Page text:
BANGKOK—Thailand’s inflation accelerated in April, likely giving the country’s central bank less room to use interest rates to jump-start the economy.
Thailand’s consumer price index rose 2.45% in April to a 13-month high, up from 2.11% in March, due to food and energy prices, the Commerce Ministry said Thursday.
Core CPI, which excludes volatile energy and food prices, rose 1.66% from a year earlier, up from 1.31% in March, the ministry said.
Both figures exceeded the estimates of economists polled by The Wall Street Journal, whose median forecast for April CPI was 2.2% and for core CPI was 1.4%.
Core inflation fell within the Bank of Thailand’s target range of 0.5% to 3.0%.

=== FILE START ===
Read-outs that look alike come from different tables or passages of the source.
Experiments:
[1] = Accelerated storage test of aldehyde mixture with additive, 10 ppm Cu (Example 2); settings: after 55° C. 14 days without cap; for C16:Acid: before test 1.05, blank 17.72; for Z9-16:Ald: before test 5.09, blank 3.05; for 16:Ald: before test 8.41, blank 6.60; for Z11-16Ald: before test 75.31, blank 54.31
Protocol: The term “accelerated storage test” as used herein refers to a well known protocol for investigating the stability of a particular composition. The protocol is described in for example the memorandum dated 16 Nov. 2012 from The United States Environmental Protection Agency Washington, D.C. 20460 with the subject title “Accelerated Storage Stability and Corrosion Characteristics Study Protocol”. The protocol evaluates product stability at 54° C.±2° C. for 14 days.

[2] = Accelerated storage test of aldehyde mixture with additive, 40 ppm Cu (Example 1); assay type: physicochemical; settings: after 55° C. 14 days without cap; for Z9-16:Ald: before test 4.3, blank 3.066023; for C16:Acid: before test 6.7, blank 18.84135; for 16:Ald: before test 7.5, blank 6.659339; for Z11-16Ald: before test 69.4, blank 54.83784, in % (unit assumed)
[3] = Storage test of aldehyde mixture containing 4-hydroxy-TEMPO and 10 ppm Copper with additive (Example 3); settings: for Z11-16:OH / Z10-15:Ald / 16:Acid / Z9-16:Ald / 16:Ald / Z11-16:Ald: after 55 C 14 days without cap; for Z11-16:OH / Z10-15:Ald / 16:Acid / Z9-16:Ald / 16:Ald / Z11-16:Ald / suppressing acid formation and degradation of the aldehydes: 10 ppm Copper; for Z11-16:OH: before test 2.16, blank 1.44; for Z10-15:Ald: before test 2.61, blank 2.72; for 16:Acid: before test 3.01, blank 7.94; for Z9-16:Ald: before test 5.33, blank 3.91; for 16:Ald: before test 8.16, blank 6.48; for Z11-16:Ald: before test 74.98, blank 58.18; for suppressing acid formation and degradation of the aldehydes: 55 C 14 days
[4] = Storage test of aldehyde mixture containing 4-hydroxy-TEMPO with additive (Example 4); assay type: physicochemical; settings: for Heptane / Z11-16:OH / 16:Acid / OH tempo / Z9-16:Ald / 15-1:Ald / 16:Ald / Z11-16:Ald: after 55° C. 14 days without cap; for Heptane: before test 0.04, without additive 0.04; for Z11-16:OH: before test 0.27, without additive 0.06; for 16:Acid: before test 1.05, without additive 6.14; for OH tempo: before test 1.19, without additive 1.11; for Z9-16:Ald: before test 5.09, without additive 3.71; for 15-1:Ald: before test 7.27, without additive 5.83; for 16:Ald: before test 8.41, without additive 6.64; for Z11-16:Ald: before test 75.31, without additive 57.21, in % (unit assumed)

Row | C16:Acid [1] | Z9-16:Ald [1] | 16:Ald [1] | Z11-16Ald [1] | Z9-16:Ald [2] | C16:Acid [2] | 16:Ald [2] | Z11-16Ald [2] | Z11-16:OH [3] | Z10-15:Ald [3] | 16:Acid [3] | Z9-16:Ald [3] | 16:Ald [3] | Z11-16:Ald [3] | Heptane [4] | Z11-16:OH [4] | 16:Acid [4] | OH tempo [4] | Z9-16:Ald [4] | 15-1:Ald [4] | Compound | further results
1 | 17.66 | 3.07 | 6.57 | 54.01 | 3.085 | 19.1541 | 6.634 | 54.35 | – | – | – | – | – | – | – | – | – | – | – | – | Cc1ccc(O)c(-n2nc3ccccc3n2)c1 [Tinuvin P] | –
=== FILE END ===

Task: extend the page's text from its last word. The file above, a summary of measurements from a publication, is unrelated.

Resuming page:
Inflation is expected to rise 2.4% in the second quarter, said Amparwon Pichalai, an adviser to the Commerce Ministry. Drought in some areas could result in shortages of agricultural products, pushing food prices higher, she said.
Higher prices for cooking gas, which have been rising since September, had pushed the prices of processed foods higher, Ms. Amparwon said. Higher electricity rates and a weaker baht would also contribute to inflation, she said.
The ministry projected that overall inflation in the first six months this year would be 2.2%, Ms. Amparwon said.
Usara Wilaipich, senior economist at Standard Chartered Bank, said rising inflationary pressures would limit the central bank’s scope for cutting interest rates. The Bank of Thailand kept its policy rate unchanged at 2% in April despite a weakening economy.
The country’s economy likely contracted in the first quarter, the Finance Ministry said Tuesday. The official figure is due to be released later this month. By Warangkana Chomchuen